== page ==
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"He was doing his best to break the Japanese hold on the lysine market."---Reid Weingarten, lawyer for Terrance Wilson,one of two indicted former Archer Daniels Midland execs. They claim ADM didn't fix prices with the JapaneseEDITED BY LARRY LIGHTReturn to top


AS THE DOW HAS SOARED, stock mutual-fund investors have gotten nervous about ungodly tax bills from unusually large yearend capital-gains distributions. Fear not. The typical fund owner's taxable capital gain should be significantly lower than in 1995.

There has been a lot of buzz to suggest fat gains (hence, fat tax bills) are on the way. Many funds have notified investors to watch out for sizable distributions--the proceeds from a fund's trading profits. CGM Mutual Fund, for instance, recently pegged its one at $2.89 per share, more than triple last year's.

But the overall picture is less rosy. Based on figures from the Investment Company Institute trade group, BUSINESS WEEK estimates that the net realized capital gains by all equity funds through 1996's first 11 months were $32 billion. In 1995, however, gains totaled a record $54.6 billion.

Why the 1996 drop? Mainly, a less spectacular bull market. In '95, stock mutual funds rose nearly 30% on average. For 1996 through last month, funds were up 18%. This year's rally has been concentrated in large-cap stocks. Mutual funds tend to be heavily into smaller-cap issues.EDITED BY LARRY LIGHT By Owen Ullmann and Jeffrey M. LadermanReturn to top

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ROY ROBERTS, GENERAL Motors' top-ranking African American, finally has made it into the posh Bloomfield Hills Country Club outside Detroit. The club snubbed him when he first applied in 1994. But its super-secret admissions committee gave GM Veep Roberts the O.K. on Dec. 3, according to people close to the club.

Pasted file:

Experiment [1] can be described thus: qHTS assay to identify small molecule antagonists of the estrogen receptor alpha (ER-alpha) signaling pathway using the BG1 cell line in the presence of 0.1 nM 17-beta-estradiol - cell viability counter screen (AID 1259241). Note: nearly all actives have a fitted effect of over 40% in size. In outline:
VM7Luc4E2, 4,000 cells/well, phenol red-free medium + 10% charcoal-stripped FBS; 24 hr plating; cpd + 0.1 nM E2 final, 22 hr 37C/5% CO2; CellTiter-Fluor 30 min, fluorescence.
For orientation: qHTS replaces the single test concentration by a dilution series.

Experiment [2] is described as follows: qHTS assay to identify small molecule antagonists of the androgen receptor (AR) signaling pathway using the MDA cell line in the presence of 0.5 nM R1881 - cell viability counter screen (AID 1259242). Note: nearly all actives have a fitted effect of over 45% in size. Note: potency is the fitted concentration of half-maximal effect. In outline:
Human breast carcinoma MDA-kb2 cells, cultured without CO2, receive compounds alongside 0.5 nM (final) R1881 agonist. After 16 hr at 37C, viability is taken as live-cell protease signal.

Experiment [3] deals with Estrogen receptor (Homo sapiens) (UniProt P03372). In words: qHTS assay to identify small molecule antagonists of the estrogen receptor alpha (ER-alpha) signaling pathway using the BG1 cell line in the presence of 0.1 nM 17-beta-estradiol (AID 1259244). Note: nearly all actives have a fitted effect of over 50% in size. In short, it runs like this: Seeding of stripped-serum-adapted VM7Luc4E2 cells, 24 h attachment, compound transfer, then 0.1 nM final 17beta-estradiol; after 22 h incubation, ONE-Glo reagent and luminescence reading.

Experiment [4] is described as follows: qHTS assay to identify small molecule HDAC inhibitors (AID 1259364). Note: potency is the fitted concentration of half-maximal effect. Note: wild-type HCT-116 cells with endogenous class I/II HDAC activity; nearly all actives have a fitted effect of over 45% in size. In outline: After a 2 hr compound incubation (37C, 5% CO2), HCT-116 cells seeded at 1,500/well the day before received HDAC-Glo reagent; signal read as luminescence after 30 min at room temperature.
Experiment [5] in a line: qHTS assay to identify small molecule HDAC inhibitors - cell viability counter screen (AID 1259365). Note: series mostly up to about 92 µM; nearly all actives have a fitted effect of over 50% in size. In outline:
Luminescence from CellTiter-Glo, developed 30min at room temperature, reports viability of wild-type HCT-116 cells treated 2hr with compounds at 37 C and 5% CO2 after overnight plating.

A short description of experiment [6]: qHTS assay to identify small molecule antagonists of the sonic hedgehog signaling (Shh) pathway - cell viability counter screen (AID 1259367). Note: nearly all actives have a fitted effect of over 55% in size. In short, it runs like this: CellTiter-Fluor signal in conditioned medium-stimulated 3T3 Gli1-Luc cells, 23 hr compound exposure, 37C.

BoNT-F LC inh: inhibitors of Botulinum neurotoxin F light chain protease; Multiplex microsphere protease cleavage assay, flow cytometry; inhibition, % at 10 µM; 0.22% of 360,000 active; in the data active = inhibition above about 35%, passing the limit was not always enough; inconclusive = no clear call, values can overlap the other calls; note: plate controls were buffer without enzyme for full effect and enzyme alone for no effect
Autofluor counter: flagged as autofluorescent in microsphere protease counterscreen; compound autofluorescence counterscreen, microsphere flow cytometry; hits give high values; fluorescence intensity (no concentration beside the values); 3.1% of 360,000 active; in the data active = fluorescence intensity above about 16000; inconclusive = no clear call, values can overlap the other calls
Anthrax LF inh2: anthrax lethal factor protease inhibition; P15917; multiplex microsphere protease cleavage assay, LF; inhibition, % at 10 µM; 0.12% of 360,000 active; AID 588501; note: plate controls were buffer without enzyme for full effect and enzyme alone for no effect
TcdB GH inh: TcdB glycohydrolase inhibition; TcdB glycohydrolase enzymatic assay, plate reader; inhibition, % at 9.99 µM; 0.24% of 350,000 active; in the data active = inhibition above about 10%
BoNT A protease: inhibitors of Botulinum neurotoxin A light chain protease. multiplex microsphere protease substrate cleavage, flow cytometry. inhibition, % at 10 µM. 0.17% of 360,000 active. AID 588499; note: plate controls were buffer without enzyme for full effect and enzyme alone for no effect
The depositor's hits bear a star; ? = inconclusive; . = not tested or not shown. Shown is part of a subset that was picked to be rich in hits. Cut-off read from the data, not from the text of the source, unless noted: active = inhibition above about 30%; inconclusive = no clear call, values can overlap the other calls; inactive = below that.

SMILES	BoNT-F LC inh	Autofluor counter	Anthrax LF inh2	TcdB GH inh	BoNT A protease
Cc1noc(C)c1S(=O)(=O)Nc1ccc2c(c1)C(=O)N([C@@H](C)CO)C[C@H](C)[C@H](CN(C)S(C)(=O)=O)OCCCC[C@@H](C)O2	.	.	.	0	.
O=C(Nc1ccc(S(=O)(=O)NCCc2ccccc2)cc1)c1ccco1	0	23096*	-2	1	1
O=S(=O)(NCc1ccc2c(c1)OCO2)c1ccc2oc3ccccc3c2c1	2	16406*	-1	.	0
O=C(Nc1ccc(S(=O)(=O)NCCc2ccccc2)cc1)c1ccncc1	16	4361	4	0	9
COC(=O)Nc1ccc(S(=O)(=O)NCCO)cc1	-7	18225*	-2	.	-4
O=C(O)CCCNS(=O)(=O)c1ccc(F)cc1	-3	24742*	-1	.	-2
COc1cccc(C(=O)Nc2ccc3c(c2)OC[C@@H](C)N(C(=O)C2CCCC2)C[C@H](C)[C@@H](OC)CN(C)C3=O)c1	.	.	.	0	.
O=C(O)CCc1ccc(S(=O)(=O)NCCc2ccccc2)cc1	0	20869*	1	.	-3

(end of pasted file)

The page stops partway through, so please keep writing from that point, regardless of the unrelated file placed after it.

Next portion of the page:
There was plenty of pressure on Bloomfield Hills. After Roberts' 1994 rejection, GM Chairman Jack Smith and CFO Michael Losh quit in protest. Now, Smith is likely to return, say the club sources. Roberts' admission also averts the exodus of other Detroit big shots that was expected if he had been twice denied.

Club leaders encouraged Roberts, who declined to comment, to reapply. The club also plans, the sources say, to induct a bank executive who would be the club's third black member. GM, which angered some members by assuming it could push through Roberts on his first try, didn't take any chances on Round 2. Two blue-chip members--Penske Transportation CEO Roger Penske and senior GM exec J.T. Battenberg III--sponsored Roberts. Backers orchestrated get-acquainted cocktail parties and encouraged friends to write recommendation letters.EDITED BY LARRY LIGHT By Kathleen Kerwin and Keith NaughtonReturn to top


FORD MOTOR IS GIVING IN to the used-car superstore phenomenon. The company, which like its crosstown rivals previously shunned the trend, will soon announce plans to provide big-time capital to Driver's Mart Worldwide. A year ago, Chrysler awarded a new-car franchise to a CarMax outlet in Atlanta, outraging traditional dealers who compete with these superstore chains.

The latest deal shouldn't rile Ford dealers because Driver's Mart is the creation of 21 megadealers, some of them Ford franchisees. And Driver's Mart, which plans to open 25 stores by 1998, was formed to tackle the rise of publicly held outfits such as Circuit City's CarMax.

Plus, Driver's Mart should be a good business opportunity for Ford, say industry experts. Ford's PRIMUS financing unit will offer up to $250 million in construction and inventory loans to Driver's Mart dealers and will provide as much as $150 million yearly for customer leasing deals. By backing Driver's Mart, Ford, which wouldn't comment, is signaling that superstores are here to stay.EDITED BY LARRY LIGHT By Bill Vlasic and David GreisingReturn to top

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